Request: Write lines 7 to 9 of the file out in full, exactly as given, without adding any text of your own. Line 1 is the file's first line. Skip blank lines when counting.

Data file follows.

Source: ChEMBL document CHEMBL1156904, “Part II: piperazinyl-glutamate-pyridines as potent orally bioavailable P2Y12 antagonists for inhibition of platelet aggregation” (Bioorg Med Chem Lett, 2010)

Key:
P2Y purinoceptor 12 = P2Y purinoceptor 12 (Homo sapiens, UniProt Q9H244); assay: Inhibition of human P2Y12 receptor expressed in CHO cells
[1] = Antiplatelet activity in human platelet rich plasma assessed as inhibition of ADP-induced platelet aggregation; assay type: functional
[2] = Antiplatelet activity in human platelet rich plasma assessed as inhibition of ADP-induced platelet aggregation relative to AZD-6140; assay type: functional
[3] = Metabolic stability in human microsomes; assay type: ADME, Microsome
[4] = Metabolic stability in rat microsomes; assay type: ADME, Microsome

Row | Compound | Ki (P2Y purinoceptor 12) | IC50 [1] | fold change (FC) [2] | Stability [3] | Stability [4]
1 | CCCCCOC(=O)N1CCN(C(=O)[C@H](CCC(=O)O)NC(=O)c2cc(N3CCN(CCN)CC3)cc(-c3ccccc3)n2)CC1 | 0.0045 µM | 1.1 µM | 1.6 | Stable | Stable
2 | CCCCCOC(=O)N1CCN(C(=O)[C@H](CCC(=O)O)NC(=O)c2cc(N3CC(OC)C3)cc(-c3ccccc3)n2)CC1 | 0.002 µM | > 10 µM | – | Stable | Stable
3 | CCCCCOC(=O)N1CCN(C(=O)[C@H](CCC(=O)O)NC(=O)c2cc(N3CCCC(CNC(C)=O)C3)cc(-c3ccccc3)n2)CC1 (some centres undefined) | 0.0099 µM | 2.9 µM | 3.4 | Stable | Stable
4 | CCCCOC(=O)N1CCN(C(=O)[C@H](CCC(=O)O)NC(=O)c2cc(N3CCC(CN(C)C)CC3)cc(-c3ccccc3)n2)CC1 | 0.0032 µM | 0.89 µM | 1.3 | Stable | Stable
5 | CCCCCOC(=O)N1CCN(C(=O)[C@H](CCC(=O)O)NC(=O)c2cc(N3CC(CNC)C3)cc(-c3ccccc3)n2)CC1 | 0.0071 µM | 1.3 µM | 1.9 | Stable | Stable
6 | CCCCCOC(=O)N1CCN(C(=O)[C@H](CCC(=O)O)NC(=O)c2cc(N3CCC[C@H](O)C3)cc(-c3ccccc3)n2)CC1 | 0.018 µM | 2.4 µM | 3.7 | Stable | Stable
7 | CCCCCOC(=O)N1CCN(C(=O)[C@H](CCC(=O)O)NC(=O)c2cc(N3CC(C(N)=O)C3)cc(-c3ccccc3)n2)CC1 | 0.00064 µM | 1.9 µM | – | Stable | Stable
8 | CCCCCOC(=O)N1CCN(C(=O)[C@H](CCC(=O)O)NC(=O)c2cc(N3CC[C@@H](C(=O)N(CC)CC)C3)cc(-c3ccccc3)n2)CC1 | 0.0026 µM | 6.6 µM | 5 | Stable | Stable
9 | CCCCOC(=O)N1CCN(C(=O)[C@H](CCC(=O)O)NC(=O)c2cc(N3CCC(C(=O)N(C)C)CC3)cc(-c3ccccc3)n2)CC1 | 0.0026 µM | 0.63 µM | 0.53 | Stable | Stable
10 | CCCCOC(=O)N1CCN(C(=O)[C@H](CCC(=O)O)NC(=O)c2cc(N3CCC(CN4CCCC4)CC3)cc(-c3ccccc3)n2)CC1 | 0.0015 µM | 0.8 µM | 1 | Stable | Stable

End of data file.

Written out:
[4] = Metabolic stability in rat microsomes; assay type: ADME, Microsome

Row | Compound | Ki (P2Y purinoceptor 12) | IC50 [1] | fold change (FC) [2] | Stability [3] | Stability [4]
1 | CCCCCOC(=O)N1CCN(C(=O)[C@H](CCC(=O)O)NC(=O)c2cc(N3CCN(CCN)CC3)cc(-c3ccccc3)n2)CC1 | 0.0045 µM | 1.1 µM | 1.6 | Stable | Stable